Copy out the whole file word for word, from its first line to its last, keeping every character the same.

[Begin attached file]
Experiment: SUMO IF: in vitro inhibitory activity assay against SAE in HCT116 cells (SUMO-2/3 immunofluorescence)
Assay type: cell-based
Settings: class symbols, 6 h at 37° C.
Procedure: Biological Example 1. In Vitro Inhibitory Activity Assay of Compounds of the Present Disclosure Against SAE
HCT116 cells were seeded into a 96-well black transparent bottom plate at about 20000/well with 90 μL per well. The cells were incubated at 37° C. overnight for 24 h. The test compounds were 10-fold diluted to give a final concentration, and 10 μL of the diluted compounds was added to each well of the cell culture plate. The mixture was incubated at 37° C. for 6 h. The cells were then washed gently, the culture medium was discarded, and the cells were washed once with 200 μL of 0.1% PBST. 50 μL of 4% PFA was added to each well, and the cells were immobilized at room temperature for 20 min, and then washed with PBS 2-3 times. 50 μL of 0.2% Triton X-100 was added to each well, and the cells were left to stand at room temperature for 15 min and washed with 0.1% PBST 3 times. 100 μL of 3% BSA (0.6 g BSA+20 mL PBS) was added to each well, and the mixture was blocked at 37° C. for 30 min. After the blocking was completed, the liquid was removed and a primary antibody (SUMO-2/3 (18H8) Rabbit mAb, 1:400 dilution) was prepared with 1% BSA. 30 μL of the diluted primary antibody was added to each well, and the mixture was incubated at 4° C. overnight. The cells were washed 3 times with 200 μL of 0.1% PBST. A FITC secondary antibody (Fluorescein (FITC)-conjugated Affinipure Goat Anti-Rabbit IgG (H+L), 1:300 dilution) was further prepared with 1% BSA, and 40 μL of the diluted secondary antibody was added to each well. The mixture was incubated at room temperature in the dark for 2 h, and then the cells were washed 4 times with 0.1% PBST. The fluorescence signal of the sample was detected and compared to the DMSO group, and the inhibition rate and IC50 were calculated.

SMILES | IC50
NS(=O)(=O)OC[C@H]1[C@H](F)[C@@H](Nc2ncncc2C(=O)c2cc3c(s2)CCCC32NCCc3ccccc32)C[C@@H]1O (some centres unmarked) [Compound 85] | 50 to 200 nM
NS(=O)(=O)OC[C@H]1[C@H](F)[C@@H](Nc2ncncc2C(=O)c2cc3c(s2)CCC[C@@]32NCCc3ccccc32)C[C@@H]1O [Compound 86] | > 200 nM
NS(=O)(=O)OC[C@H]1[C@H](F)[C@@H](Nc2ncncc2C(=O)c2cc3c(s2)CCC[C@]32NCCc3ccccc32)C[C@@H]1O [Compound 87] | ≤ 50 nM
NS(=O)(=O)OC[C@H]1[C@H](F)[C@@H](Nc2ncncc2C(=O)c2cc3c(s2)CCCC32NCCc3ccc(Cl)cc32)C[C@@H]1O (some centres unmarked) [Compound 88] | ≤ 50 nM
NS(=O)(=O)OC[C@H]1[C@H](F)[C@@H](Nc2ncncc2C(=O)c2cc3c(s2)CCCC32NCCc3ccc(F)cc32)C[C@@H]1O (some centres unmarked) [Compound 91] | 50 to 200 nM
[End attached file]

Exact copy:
Experiment: SUMO IF: in vitro inhibitory activity assay against SAE in HCT116 cells (SUMO-2/3 immunofluorescence)
Assay type: cell-based
Settings: class symbols, 6 h at 37° C.
Procedure: Biological Example 1. In Vitro Inhibitory Activity Assay of Compounds of the Present Disclosure Against SAE
HCT116 cells were seeded into a 96-well black transparent bottom plate at about 20000/well with 90 μL per well. The cells were incubated at 37° C. overnight for 24 h. The test compounds were 10-fold diluted to give a final concentration, and 10 μL of the diluted compounds was added to each well of the cell culture plate. The mixture was incubated at 37° C. for 6 h. The cells were then washed gently, the culture medium was discarded, and the cells were washed once with 200 μL of 0.1% PBST. 50 μL of 4% PFA was added to each well, and the cells were immobilized at room temperature for 20 min, and then washed with PBS 2-3 times. 50 μL of 0.2% Triton X-100 was added to each well, and the cells were left to stand at room temperature for 15 min and washed with 0.1% PBST 3 times. 100 μL of 3% BSA (0.6 g BSA+20 mL PBS) was added to each well, and the mixture was blocked at 37° C. for 30 min. After the blocking was completed, the liquid was removed and a primary antibody (SUMO-2/3 (18H8) Rabbit mAb, 1:400 dilution) was prepared with 1% BSA. 30 μL of the diluted primary antibody was added to each well, and the mixture was incubated at 4° C. overnight. The cells were washed 3 times with 200 μL of 0.1% PBST. A FITC secondary antibody (Fluorescein (FITC)-conjugated Affinipure Goat Anti-Rabbit IgG (H+L), 1:300 dilution) was further prepared with 1% BSA, and 40 μL of the diluted secondary antibody was added to each well. The mixture was incubated at room temperature in the dark for 2 h, and then the cells were washed 4 times with 0.1% PBST. The fluorescence signal of the sample was detected and compared to the DMSO group, and the inhibition rate and IC50 were calculated.

SMILES | IC50
NS(=O)(=O)OC[C@H]1[C@H](F)[C@@H](Nc2ncncc2C(=O)c2cc3c(s2)CCCC32NCCc3ccccc32)C[C@@H]1O (some centres unmarked) [Compound 85] | 50 to 200 nM
NS(=O)(=O)OC[C@H]1[C@H](F)[C@@H](Nc2ncncc2C(=O)c2cc3c(s2)CCC[C@@]32NCCc3ccccc32)C[C@@H]1O [Compound 86] | > 200 nM
NS(=O)(=O)OC[C@H]1[C@H](F)[C@@H](Nc2ncncc2C(=O)c2cc3c(s2)CCC[C@]32NCCc3ccccc32)C[C@@H]1O [Compound 87] | ≤ 50 nM
NS(=O)(=O)OC[C@H]1[C@H](F)[C@@H](Nc2ncncc2C(=O)c2cc3c(s2)CCCC32NCCc3ccc(Cl)cc32)C[C@@H]1O (some centres unmarked) [Compound 88] | ≤ 50 nM
NS(=O)(=O)OC[C@H]1[C@H](F)[C@@H](Nc2ncncc2C(=O)c2cc3c(s2)CCCC32NCCc3ccc(F)cc32)C[C@@H]1O (some centres unmarked) [Compound 91] | 50 to 200 nM